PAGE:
Pelosi emerged from a meeting with House Democrats Friday to announce that they remain "firm" in their commitment to keep Social Security, Medicaid and Medicare free from cuts.
One day earlier, Pelosi made clear that many House Democrats fervidly oppose the White House's bid to place cuts to Medicare, Medicaid and Social Security on the table during the debt-ceiling talks. Republican leaders, meanwhile, say they won't proceed with negotiations unless such cuts are included, together with provisions to restrain the future growth of government spending.
"We do not support cuts in benefits for Social Security and Medicare," Pelosi said. "Any discussion of Medicare or Social Security should be on its own table. I have said that before. You want to take a look at Social Security? Then look at it on its own table. But do not consider Social Security a piggy bank for giving tax cuts to the wealthiest people in our country."
It isn't surprising to see the former Speaker flex a little muscle. Through all the big deals negotiated between Republicans and the White House--even the one that extended Bush-era tax rates, which happened while House Democrats still held the majority and Pelosi was Speaker of the House--she often found herself sitting on the bench, waiting to be called into the game. Now the country is faced with a dilemma that will need her to help fix it--and she's understandably squeezing every bit of leverage she can out of the situation.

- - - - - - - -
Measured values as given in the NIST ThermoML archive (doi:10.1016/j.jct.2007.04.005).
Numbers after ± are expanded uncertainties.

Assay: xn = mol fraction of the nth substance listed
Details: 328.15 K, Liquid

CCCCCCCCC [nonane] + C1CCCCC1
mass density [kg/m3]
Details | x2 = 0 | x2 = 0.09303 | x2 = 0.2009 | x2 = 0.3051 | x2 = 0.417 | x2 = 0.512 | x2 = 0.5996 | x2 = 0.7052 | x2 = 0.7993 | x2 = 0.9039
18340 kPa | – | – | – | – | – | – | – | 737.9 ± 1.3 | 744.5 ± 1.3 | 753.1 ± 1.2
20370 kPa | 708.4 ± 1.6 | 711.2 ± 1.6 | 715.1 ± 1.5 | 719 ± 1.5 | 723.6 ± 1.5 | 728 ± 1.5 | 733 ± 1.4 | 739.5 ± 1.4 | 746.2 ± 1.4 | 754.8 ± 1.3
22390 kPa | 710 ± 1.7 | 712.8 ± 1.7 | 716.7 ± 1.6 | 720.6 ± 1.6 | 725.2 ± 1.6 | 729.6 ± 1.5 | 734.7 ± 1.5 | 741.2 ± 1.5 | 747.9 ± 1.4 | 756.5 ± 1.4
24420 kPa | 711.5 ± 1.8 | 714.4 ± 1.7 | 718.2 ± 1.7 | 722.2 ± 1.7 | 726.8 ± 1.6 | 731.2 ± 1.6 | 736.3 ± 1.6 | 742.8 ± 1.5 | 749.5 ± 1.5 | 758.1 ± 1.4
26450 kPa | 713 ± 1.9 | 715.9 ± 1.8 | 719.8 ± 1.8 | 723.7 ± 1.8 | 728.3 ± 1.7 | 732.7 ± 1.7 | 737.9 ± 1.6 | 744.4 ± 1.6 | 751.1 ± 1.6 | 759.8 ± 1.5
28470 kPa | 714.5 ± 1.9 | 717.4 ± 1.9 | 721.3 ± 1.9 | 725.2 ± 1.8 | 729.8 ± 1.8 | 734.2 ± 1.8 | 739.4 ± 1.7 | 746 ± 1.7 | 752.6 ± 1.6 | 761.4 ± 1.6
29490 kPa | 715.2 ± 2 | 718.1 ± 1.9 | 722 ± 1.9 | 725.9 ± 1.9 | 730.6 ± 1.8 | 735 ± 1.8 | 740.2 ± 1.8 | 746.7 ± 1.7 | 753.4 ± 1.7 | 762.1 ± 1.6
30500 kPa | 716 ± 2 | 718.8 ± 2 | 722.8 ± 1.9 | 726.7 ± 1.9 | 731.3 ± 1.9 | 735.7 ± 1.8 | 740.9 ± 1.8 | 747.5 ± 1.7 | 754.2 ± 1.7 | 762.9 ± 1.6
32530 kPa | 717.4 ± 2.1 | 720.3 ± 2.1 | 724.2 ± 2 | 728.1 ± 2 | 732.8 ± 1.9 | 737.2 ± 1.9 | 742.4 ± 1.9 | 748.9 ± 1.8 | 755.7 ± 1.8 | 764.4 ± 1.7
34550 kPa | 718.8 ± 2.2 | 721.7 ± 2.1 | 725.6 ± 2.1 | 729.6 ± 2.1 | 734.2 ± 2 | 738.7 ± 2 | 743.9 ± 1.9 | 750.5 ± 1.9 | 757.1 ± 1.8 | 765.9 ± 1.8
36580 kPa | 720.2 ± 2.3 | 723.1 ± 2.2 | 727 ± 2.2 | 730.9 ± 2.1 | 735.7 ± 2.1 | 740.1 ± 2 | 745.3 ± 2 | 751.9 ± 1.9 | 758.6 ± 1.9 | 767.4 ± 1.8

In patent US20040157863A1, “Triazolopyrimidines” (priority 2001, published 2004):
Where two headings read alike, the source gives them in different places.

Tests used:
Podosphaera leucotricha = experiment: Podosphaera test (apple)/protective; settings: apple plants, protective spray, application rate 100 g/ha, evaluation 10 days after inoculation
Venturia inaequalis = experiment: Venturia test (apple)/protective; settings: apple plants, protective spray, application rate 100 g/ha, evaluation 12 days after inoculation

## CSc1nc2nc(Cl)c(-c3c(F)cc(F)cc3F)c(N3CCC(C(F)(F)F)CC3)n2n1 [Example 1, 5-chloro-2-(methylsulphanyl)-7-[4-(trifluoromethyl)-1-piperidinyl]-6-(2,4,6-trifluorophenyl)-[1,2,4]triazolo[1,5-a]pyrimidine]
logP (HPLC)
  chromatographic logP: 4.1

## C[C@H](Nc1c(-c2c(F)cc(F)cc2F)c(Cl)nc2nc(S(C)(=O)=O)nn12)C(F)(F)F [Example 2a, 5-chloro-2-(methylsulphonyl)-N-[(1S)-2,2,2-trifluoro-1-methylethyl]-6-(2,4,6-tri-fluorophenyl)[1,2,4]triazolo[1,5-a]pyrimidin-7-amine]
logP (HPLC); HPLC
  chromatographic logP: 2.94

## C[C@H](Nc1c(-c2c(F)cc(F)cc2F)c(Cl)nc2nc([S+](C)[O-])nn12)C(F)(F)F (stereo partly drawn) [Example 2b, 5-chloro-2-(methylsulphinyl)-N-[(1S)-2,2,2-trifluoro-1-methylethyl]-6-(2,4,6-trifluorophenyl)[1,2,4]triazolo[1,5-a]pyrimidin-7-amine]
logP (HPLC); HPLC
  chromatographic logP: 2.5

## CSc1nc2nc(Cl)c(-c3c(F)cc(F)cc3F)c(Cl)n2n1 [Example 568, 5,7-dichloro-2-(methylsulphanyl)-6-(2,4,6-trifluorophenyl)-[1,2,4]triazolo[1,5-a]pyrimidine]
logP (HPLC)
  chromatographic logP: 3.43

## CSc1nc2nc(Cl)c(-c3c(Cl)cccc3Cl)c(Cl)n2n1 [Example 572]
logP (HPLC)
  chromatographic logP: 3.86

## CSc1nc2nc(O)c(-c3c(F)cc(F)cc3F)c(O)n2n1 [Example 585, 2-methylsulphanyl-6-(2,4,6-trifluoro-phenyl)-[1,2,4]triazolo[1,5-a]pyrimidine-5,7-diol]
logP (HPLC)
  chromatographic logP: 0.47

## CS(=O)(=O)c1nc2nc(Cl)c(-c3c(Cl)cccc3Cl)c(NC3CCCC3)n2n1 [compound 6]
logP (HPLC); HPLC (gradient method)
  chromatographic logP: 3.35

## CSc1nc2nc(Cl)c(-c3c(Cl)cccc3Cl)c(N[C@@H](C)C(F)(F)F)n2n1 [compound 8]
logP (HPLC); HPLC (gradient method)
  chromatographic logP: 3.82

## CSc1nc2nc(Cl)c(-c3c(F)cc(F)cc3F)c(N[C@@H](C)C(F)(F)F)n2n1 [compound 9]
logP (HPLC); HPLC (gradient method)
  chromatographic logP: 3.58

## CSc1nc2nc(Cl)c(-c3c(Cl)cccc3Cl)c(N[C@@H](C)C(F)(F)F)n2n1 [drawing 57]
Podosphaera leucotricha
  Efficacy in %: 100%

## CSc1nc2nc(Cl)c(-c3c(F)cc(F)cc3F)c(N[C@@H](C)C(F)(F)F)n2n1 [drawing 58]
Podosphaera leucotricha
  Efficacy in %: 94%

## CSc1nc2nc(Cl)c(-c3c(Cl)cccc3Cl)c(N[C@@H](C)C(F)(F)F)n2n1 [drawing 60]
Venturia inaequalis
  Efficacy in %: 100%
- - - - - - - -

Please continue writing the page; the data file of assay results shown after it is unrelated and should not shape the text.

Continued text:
The details of the deal are still pending, but both parties are examining ways to reduce federal spending by $4 trillion over the next 10 years. Obama earlier this week said he would consider including the entitlement programs in those cuts, an admission that has received little support from his party.
Members of the House Progressive Caucus have remained the most vocal about their opposition to the deal. Caucus leaders sent a letter to Obama Thursday urging him to strip entitlements from the negotiations, or risk losing Democratic support.
"Not only am I not going to vote for it, I am going to whip my caucus as hard as I can to persuade them not to support it," House Progressive Caucus co-chair Rep. Keith Ellison told the Minnesota Post.
Rank-and-file members are also primed to go to battle over entitlements.
"You want a fight?" said Rep. John Garamendi (D-CA) recently during a press conference. "If anybody in this building wants to take on Social Security—privatize it, change the benefits by altering the Consumer Price Index or by any other method—know this: You've got a fight on your hands."
Still, at least some Democratic lawmakers actually do support at least one of the measures Garemendi cited: reducing benefits by indexing them to the Consumer Price Index. As Talking Points Memo reporter Brian Beutler points out, congressional Democrats have indicated some backing for an approach to altering Social Security in a way that would reduce benefits without the measure necessarily qualifying as a "cut." By pegging the Cost of Living Adjustments to a lower inflation estimate, Congress could, technically, reduce spending for the program and avoid at least some of the political fallout that would come with deeper outright cuts to the program.
Of course, since the exact details of the deal remain behind closed doors, much of the talk at this point is mere posturing. The true moment of reckoning will come for both sides as more concrete details surface over the next few days.
It's still unclear whether House Speaker John Boehner will even be able to secure votes from a wide majority of Republicans. So for this thing to pass, it will need every Democratic vote it can get. And Pelosi knows it.
- entitlement programs
- President Obama
- Social Security
- House Speaker John Boehner
- House Minority Leader Nancy Pelosi
- piggy bank